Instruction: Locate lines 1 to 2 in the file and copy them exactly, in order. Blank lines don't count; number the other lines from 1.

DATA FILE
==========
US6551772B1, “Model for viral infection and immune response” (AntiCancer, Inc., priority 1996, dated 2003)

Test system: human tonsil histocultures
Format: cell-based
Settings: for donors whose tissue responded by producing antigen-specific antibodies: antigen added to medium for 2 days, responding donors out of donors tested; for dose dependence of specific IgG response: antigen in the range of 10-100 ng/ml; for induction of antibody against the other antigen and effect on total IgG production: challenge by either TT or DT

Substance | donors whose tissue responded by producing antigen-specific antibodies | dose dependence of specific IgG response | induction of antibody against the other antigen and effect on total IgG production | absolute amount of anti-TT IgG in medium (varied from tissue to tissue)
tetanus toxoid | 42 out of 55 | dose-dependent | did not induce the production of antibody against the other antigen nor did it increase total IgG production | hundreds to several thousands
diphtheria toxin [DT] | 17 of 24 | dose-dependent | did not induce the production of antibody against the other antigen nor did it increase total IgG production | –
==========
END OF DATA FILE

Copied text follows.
US6551772B1, “Model for viral infection and immune response” (AntiCancer, Inc., priority 1996, dated 2003)

Test system: human tonsil histocultures